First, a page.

The day the word “polytechnic” came to mean “second best”, and “university” was suddenly a synonym for “success”, was a sad and misguided one. For the most part, the polys stopped being centres for technical excellence and became third-rate universities.
Now, the good universities continue to cream off the genuinely academic kids and everyone else is left scrabbling around to get letters after their name, often to find out in the end that all their work is for nothing. BA doesn’t just stand for Bachelor of Arts.
Both my husband and I are well-educated but woefully unqualified for anything important. Nobody has us on speed-dial if there’s an emergency. If our kitchen started flooding, I could write a column about it, and probably present an exciting little theatrical vignette on the subject. Mr Me could create an incisive and far-reaching communications strategy for raising awareness of flooding issues, but the only person who could actually get us out of the mess would be a plumber.
We need plumbers. If we didn’t, they wouldn’t be so expensive or take so long to arrive. We need mechanics and electricians. I still don’t understand why nurses need a degree when their most vital skills cannot be learned from books. We need all sorts of people, with different kinds of abilities, to help this world turn, and we have to stop judging someone’s value by their Erdös number.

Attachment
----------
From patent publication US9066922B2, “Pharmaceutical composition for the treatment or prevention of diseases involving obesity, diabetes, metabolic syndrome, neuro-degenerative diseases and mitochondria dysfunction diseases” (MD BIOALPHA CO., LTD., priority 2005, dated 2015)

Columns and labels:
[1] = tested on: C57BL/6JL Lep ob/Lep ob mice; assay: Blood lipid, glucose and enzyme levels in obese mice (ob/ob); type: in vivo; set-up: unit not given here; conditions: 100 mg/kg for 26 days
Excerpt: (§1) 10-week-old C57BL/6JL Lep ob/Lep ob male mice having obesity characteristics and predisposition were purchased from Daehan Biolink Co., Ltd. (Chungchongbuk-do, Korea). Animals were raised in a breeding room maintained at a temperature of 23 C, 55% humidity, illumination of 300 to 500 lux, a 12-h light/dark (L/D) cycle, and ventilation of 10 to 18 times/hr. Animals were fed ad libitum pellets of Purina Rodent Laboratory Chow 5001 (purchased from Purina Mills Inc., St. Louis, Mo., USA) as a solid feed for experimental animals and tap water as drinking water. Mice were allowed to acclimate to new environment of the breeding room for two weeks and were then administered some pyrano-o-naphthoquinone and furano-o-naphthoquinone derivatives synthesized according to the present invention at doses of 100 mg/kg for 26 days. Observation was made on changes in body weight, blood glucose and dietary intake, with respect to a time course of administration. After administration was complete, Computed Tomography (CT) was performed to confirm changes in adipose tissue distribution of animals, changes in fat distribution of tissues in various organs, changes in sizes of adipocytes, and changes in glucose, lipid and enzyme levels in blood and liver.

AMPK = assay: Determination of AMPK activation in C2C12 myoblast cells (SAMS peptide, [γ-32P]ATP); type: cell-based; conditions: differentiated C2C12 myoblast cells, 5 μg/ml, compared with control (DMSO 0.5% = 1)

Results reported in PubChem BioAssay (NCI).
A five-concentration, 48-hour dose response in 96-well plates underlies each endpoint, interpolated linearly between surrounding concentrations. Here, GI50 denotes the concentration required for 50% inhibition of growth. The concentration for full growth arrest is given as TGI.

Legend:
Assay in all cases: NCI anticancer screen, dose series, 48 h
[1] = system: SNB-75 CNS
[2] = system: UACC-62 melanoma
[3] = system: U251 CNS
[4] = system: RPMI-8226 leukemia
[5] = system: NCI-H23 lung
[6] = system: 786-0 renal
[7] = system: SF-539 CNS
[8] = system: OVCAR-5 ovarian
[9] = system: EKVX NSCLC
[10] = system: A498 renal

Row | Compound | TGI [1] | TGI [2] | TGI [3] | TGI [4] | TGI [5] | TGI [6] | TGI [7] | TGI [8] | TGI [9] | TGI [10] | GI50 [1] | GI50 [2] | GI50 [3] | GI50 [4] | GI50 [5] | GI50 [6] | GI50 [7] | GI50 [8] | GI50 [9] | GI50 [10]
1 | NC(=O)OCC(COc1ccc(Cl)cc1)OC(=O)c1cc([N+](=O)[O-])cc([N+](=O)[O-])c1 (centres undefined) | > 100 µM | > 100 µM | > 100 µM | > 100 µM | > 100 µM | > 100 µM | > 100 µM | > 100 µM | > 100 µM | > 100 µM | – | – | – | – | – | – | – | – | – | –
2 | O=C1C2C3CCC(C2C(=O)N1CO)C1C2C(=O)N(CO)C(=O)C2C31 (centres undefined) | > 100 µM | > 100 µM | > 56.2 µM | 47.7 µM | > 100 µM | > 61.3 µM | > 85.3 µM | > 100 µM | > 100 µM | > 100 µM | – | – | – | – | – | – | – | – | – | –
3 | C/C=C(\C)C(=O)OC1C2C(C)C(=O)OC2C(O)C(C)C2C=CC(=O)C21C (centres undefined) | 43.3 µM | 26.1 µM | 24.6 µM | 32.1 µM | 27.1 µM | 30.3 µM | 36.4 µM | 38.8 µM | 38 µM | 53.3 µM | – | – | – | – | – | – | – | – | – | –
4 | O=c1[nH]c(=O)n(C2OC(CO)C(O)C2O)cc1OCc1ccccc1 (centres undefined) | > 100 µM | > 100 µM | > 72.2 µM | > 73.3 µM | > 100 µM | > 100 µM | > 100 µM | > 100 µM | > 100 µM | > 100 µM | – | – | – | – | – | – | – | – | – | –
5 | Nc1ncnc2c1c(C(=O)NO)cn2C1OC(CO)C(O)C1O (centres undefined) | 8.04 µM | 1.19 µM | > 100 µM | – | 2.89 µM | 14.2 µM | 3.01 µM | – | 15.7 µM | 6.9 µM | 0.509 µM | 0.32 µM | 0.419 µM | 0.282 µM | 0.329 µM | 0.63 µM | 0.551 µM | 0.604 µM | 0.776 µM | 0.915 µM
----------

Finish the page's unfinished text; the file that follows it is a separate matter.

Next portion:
One of the long-running jokes in the Big Bang Theory is that Howard, the engineer, is less intelligent than the others because he only has a Master’s degree. Of course, none of the scientists in the show could do their jobs without engineers to build their equipment. Even Sheldon must need an engineer occasionally, even if just to fix his toaster, although he would probably only admit it in a parallel universe.
I stand in awe before my mate Peter, who builds, plumbs, electrifies and generally makes stuff work. He wants his daughter to go to university, mainly because he didn’t. I tell Peter that, unless his daughter cures cancer, she couldn’t possibly be a more valuable member of society than her father.
When everyone has a degree, a degree ceases to mean anything, and one thing it has never meant is guaranteed employment.
I honestly don’t want my son to go to university. I’d much rather he learned a practical skill that would mean he was always in demand. Then he can study whatever he likes in his own time (perhaps after making his first million). Besides, the job he says he wants to do requires very little other than the ability to read. In our case, useless, impractical people are producing – without wishing to – useless, impractical children.
When Junior was seven years old, he was playing in the garden while my husband struggled to help Peter build something useful. As a joke, Peter shouted over to him: “Oi, Junior! Come and give me a hand here!” The child pulled himself up to his full four-foot-nothing and replied loftily: “I’m an actor, not a builder.” Then, in character as Michael Caine in Zulu, continued: “Do carry on with your mud pies.”
Can you hear a sort of banging noise?